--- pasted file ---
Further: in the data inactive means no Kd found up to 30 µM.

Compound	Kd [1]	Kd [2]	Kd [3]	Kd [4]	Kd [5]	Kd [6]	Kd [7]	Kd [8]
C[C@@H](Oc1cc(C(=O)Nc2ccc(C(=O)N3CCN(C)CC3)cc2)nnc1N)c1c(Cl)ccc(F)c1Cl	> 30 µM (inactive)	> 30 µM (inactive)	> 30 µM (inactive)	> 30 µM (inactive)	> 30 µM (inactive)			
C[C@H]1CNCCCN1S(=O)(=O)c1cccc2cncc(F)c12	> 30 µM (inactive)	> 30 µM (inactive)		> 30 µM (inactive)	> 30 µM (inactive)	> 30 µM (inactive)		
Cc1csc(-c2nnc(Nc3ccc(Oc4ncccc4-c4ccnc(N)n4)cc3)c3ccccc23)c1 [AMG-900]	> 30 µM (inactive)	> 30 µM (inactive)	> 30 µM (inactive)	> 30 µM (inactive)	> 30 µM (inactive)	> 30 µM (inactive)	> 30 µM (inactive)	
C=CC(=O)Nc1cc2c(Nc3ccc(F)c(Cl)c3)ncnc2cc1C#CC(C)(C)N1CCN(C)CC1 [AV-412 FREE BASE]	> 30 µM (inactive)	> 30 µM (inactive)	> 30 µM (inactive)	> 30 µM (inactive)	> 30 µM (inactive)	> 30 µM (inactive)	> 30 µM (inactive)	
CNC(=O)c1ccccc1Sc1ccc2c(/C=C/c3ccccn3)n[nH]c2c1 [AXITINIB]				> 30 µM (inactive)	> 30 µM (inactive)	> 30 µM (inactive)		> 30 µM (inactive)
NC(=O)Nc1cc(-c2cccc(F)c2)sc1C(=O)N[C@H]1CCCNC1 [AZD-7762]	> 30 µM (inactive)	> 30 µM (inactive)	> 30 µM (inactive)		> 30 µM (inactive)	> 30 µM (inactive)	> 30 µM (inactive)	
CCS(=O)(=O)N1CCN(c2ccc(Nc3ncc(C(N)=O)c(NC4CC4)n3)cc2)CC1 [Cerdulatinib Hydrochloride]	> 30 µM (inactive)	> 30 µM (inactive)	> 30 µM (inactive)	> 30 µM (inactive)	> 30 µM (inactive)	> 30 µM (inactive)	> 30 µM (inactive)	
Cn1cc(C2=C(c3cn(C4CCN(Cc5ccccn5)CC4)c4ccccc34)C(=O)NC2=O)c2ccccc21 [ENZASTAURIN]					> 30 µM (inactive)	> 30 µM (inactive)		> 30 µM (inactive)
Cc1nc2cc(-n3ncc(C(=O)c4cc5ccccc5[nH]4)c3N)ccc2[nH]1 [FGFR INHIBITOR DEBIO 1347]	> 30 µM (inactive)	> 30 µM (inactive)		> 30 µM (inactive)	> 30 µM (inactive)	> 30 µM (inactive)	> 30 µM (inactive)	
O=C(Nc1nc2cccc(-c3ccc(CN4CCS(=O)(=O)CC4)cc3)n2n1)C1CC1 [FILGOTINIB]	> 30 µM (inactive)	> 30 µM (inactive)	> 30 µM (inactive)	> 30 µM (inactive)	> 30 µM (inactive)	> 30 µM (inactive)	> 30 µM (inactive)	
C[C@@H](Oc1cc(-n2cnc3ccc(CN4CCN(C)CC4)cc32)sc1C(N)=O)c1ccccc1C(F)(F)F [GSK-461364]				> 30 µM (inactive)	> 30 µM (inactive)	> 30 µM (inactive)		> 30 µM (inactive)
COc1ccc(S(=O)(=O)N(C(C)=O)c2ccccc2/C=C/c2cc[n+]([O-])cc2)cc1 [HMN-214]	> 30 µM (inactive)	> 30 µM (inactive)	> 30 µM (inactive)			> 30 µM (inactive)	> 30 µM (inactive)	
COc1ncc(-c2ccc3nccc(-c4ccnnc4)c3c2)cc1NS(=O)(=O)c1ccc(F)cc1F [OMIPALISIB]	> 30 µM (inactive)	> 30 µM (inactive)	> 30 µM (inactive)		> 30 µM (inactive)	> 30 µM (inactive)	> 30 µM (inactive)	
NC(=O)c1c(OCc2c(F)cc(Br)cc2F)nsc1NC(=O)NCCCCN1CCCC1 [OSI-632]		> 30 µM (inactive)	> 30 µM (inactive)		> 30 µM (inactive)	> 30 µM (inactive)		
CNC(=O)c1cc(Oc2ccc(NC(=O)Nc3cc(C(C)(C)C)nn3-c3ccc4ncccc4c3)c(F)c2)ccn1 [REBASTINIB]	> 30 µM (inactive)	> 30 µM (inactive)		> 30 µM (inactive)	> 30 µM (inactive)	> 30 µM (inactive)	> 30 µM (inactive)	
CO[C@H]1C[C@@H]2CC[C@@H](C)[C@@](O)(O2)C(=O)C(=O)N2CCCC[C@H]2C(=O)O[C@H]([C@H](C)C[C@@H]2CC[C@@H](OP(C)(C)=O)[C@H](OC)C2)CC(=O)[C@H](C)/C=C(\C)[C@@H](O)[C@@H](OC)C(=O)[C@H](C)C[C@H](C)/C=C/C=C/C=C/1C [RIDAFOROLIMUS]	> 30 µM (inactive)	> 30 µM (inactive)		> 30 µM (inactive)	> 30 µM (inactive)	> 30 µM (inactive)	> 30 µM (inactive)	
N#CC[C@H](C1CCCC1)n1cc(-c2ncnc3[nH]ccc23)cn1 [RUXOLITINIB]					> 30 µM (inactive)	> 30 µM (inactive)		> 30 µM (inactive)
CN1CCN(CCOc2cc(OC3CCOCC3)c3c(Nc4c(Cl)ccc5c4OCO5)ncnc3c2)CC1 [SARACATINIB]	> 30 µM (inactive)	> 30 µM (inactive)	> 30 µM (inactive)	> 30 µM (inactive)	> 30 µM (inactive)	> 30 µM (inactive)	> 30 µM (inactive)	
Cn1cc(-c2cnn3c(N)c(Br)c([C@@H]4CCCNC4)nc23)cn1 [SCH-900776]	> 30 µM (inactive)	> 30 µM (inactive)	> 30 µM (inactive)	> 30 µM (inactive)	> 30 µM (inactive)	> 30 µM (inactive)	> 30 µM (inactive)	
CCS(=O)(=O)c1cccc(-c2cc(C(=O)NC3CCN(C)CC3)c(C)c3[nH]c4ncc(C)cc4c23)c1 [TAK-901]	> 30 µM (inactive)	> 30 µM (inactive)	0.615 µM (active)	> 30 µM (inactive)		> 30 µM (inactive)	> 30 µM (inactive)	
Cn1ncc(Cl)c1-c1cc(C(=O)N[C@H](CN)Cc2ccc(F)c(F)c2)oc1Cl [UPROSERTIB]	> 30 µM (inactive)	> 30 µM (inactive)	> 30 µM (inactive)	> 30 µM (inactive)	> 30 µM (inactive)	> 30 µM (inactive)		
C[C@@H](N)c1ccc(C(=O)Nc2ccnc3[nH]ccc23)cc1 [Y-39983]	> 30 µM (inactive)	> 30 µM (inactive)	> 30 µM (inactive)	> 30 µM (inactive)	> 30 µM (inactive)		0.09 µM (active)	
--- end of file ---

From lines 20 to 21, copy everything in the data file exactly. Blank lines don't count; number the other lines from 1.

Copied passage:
CN1CCN(CCOc2cc(OC3CCOCC3)c3c(Nc4c(Cl)ccc5c4OCO5)ncnc3c2)CC1 [SARACATINIB]	> 30 µM (inactive)	> 30 µM (inactive)	> 30 µM (inactive)	> 30 µM (inactive)	> 30 µM (inactive)	> 30 µM (inactive)	> 30 µM (inactive)	
Cn1cc(-c2cnn3c(N)c(Br)c([C@@H]4CCCNC4)nc23)cn1 [SCH-900776]	> 30 µM (inactive)	> 30 µM (inactive)	> 30 µM (inactive)	> 30 µM (inactive)	> 30 µM (inactive)	> 30 µM (inactive)	> 30 µM (inactive)	